Line loss—the electricity lost in a conductor during transmission and distribution—is a common problem for many electric co-ops, including Mora-San Miguel Electric Cooperative.
Each year, line loss at the Mora, New Mexico, co-op averages 8% to 12% of power purchased because of inefficiencies or defects in its distribution system, according to Les Montoya, CEO and general manager.
“The difference between what we sell versus what we receive is a concern,” said Montoya. “We are working to ensure we recover sales on all the power we purchase.”
The co-op will use part of a $7.3 million loan from the U.S. Department of Agriculture to correct those portions of its distribution system. The loan also will help pay for other improvements in its 2,000 miles of lines, serving about 11,500 members in four counties.
Mora-San Miguel EC is one of 27 co-op recipients of more than $1.4 billion in new loans from USDA. The money, announced Nov. 1 through USDA’s Electric Loan Program, will help co-ops build or improve 6,886 miles of line in rural areas.
“Modern and reliable electric infrastructure has been a cornerstone to rural prosperity since the Rural Electrification Act of 1936,” Agriculture Secretary Sonny Perdue said in a statement. “This funding we are providing is critical to rural communities…When rural America thrives, all of America thrives.”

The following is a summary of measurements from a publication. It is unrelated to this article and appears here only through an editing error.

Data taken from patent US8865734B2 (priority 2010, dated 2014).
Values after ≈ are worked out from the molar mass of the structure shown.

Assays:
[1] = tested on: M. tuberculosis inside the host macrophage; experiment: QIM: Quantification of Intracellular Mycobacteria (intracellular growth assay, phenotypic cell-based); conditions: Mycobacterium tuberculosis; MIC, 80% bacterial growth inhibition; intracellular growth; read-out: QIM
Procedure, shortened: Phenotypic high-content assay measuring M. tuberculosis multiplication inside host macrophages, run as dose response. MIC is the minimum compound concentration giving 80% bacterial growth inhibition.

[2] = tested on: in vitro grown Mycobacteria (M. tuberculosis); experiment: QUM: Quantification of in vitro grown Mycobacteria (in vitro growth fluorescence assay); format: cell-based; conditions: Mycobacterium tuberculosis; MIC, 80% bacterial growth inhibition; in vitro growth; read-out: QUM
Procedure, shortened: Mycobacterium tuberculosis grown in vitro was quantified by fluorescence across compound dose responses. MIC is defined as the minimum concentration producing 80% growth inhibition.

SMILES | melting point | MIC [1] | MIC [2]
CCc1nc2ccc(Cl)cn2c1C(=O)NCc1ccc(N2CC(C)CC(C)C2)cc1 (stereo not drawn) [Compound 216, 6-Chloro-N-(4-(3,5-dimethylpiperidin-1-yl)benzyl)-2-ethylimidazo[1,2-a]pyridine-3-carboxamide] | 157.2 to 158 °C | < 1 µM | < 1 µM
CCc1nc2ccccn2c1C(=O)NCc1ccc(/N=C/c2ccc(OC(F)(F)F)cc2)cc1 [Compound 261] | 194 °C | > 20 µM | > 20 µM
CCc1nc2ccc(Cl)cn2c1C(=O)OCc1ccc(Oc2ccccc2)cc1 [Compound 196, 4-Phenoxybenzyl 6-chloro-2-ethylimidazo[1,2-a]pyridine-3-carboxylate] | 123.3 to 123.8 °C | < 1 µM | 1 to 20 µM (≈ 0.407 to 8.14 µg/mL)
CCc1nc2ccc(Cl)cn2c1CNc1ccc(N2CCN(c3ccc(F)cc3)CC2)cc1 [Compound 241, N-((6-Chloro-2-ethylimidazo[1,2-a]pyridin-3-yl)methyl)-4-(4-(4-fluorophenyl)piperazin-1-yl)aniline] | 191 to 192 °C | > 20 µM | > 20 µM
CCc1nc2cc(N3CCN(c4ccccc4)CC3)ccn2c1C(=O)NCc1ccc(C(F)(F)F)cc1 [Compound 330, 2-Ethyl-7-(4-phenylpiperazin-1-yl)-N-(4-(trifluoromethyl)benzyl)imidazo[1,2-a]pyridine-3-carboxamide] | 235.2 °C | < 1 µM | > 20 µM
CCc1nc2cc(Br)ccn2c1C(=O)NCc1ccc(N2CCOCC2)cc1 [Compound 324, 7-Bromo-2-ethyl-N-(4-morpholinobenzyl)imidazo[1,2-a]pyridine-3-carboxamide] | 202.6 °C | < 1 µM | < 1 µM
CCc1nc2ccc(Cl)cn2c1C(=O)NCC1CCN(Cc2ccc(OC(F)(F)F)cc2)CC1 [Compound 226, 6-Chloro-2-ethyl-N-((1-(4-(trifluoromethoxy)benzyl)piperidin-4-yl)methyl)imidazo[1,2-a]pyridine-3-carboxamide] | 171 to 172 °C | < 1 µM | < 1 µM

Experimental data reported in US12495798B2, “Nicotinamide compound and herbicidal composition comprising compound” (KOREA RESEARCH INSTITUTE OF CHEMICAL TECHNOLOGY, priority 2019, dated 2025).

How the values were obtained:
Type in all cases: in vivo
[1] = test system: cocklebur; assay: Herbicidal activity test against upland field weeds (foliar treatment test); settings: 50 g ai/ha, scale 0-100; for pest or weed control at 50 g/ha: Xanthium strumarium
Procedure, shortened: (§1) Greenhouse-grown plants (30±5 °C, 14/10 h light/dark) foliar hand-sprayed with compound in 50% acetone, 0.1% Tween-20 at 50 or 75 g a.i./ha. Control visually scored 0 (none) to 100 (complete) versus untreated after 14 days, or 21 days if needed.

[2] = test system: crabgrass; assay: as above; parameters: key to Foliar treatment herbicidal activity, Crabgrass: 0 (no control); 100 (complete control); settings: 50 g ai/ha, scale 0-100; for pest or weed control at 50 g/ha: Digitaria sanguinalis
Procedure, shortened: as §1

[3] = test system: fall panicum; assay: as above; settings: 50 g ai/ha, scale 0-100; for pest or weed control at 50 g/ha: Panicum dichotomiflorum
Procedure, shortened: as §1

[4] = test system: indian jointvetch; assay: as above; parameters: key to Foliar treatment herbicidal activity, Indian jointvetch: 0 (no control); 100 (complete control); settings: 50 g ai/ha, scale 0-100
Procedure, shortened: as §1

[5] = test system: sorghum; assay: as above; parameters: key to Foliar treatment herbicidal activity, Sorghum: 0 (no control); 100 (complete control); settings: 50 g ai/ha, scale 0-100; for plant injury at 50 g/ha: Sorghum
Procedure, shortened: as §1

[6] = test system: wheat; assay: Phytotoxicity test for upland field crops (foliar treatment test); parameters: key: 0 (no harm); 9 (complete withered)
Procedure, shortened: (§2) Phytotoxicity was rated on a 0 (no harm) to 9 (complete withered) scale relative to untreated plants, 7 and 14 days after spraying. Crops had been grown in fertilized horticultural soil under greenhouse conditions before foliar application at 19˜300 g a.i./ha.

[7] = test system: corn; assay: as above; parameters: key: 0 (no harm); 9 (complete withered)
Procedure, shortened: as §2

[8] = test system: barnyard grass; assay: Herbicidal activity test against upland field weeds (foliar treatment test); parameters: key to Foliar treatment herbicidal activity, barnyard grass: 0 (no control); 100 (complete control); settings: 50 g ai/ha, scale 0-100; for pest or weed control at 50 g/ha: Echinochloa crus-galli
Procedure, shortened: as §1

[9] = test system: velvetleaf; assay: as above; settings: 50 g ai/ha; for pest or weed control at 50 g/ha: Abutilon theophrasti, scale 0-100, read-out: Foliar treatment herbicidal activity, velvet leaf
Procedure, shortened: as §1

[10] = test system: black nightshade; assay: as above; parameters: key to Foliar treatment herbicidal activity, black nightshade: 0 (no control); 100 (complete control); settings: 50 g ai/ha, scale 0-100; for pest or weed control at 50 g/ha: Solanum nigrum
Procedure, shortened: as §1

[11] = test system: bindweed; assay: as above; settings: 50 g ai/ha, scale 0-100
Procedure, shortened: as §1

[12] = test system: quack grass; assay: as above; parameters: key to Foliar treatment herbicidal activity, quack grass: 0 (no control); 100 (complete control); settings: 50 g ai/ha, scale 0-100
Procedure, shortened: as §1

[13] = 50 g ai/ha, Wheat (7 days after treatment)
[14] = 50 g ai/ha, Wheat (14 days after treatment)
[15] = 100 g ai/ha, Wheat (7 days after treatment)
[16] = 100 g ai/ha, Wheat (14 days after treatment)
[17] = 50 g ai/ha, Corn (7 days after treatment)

The loans include nearly $256 million for investments in smart grid infrastructure that uses digital communications technology to detect and react to local changes in electricity use.
For example, Haywood EMC will use part of its $24 million loan to finance smart grid technologies that will benefit about 27,000 members in North Carolina, South Carolina and Georgia. The loan will help the Waynesville, North Carolina, co-op upgrade its radio system from analog to digital and improve protection and reliability at four substations, said Thomas Batchelor Jr., executive vice president and CEO.
Victoria A. Rocha is a staff writer at NRECA.